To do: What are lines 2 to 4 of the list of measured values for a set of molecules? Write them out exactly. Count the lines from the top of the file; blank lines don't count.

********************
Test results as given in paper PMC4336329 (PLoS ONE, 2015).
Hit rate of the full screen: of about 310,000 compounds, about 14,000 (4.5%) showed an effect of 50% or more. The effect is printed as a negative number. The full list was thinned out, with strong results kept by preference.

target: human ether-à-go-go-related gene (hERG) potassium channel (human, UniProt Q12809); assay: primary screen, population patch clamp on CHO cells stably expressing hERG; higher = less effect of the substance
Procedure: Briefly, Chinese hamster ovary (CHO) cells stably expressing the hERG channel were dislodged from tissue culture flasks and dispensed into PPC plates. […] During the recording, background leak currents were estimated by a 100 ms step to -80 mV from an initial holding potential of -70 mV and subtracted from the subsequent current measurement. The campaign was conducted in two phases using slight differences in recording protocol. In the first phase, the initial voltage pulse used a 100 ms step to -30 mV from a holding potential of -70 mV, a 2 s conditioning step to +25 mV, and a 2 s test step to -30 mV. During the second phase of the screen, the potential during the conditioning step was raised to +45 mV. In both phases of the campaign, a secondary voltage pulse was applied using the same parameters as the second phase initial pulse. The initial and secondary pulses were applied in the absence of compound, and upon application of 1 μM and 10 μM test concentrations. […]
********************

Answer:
Hit rate of the full screen: of about 310,000 compounds, about 14,000 (4.5%) showed an effect of 50% or more. The effect is printed as a negative number. The full list was thinned out, with strong results kept by preference.

target: human ether-à-go-go-related gene (hERG) potassium channel (human, UniProt Q12809); assay: primary screen, population patch clamp on CHO cells stably expressing hERG; higher = less effect of the substance
Procedure: Briefly, Chinese hamster ovary (CHO) cells stably expressing the hERG channel were dislodged from tissue culture flasks and dispensed into PPC plates. […] During the recording, background leak currents were estimated by a 100 ms step to -80 mV from an initial holding potential of -70 mV and subtracted from the subsequent current measurement. The campaign was conducted in two phases using slight differences in recording protocol. In the first phase, the initial voltage pulse used a 100 ms step to -30 mV from a holding potential of -70 mV, a 2 s conditioning step to +25 mV, and a 2 s test step to -30 mV. During the second phase of the screen, the potential during the conditioning step was raised to +45 mV. In both phases of the campaign, a secondary voltage pulse was applied using the same parameters as the second phase initial pulse. The initial and secondary pulses were applied in the absence of compound, and upon application of 1 μM and 10 μM test concentrations. […]